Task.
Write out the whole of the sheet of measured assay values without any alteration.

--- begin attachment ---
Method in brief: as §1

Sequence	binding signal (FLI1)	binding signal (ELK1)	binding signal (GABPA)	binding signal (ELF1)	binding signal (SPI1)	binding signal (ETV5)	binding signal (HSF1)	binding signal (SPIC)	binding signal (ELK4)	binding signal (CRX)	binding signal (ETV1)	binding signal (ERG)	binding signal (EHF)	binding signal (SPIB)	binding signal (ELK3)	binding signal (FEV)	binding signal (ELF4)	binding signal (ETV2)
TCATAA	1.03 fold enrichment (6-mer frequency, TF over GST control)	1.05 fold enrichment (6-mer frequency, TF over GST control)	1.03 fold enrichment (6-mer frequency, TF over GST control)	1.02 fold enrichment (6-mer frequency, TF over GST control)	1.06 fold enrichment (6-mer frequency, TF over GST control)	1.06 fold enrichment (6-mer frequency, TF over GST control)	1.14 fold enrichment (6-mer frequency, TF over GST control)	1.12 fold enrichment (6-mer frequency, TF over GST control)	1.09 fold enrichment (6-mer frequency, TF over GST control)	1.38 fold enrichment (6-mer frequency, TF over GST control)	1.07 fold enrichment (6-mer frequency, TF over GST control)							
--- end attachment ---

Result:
Method in brief: as §1

Sequence	binding signal (FLI1)	binding signal (ELK1)	binding signal (GABPA)	binding signal (ELF1)	binding signal (SPI1)	binding signal (ETV5)	binding signal (HSF1)	binding signal (SPIC)	binding signal (ELK4)	binding signal (CRX)	binding signal (ETV1)	binding signal (ERG)	binding signal (EHF)	binding signal (SPIB)	binding signal (ELK3)	binding signal (FEV)	binding signal (ELF4)	binding signal (ETV2)
TCATAA	1.03 fold enrichment (6-mer frequency, TF over GST control)	1.05 fold enrichment (6-mer frequency, TF over GST control)	1.03 fold enrichment (6-mer frequency, TF over GST control)	1.02 fold enrichment (6-mer frequency, TF over GST control)	1.06 fold enrichment (6-mer frequency, TF over GST control)	1.06 fold enrichment (6-mer frequency, TF over GST control)	1.14 fold enrichment (6-mer frequency, TF over GST control)	1.12 fold enrichment (6-mer frequency, TF over GST control)	1.09 fold enrichment (6-mer frequency, TF over GST control)	1.38 fold enrichment (6-mer frequency, TF over GST control)	1.07 fold enrichment (6-mer frequency, TF over GST control)							